Timothy Leary, the Harvard psychologist whose advocacy of mind-altering drugs and defiance of the status quo made him an icon of the psychedelic 1960s and, in President Richard Nixon’s words, “the most dangerous man in America,” died early Friday at his Beverly Hills home.
He was 75 and had disclosed last year that he had inoperable prostate cancer.
Leary had wanted to meet death on his own terms, declaring that he planned to commit suicide and have it broadcast worldwide on the Internet. But the illness overtook him in his last weeks, and he was unable to carry out what would have been his final act of defiance. He did, however, request that his ashes be shot into space.
His last coherent words came about six hours before he died.
“Why?” Leary suddenly blurted out. There was a long, silent pause, and then he said, much more softly, “Why not?”
At his bedside when he died were about 20 friends, his stepson Zach Leary, and his third wife, Rosemary Woodruff Leary--they had divorced but remained close.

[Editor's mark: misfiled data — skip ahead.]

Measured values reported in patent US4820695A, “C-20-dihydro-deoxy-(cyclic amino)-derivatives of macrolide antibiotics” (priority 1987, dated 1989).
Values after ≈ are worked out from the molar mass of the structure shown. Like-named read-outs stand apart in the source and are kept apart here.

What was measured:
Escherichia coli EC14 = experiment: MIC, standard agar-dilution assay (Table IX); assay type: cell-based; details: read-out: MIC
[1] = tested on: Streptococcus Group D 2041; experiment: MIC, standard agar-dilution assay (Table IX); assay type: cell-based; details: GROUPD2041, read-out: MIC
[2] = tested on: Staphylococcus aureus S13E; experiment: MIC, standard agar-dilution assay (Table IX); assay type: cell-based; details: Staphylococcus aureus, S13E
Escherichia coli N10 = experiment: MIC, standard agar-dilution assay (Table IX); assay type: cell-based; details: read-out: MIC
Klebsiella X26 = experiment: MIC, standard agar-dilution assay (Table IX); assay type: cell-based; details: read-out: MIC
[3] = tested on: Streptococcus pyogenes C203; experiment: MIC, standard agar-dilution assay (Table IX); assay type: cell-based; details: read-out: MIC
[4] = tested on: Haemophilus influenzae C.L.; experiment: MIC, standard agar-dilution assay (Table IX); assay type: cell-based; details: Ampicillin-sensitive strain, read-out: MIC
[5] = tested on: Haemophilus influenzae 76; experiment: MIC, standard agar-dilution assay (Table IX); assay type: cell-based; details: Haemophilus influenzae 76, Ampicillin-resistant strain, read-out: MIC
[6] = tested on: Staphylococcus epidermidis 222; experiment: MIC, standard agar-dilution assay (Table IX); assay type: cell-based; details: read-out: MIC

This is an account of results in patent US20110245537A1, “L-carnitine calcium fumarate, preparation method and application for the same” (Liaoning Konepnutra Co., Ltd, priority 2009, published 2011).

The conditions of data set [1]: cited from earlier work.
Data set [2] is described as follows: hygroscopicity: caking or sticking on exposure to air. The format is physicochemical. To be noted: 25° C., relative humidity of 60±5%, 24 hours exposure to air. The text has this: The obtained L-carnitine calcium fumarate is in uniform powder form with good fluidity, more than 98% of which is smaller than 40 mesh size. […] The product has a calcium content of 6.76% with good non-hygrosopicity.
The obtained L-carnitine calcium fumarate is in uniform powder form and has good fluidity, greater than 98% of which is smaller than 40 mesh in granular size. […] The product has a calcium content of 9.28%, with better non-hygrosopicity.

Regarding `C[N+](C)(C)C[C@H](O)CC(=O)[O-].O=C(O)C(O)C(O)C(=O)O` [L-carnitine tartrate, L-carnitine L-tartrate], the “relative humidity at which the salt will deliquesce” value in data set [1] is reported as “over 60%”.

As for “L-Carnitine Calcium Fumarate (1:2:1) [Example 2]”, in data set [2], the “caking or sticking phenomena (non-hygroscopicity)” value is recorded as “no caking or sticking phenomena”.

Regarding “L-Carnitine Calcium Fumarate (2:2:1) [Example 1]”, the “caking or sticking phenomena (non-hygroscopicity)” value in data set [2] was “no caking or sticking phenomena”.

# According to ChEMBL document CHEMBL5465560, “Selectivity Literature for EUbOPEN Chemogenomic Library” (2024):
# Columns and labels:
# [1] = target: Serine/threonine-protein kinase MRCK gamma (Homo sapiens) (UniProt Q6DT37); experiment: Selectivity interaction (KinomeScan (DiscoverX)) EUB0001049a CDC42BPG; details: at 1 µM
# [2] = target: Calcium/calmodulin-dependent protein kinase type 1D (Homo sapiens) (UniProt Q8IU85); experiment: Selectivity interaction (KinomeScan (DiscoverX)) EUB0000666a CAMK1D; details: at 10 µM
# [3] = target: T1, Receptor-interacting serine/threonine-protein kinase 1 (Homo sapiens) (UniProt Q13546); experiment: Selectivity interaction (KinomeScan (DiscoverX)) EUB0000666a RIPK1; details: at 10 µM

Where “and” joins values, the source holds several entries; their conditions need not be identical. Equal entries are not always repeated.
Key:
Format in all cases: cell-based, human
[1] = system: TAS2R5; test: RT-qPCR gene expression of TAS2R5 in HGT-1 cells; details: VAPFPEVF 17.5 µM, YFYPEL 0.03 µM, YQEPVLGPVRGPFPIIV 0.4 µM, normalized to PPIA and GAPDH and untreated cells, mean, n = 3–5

It was a quiet end for a man whose scholarly explorations into the effects of hallucinogenic drugs--especially LSD--caused a social explosion that propelled him to hero status among those who embraced drugs as a symbol of rebellion.
“Turn on. Tune in. Drop out,” he urged the 1960s flower children, who bestowed upon him the adulation usually reserved for rock stars. But much of the older set--who believed he was leading a generation of Americans astray--agreed that he was indeed dangerous.
Leary relished both roles. Starting early in life, he delighted in tweaking conventional wisdom, using humor and his charisma as a speaker as his main weapons. His life mirrored the eras in which he lived, even while he raged against them.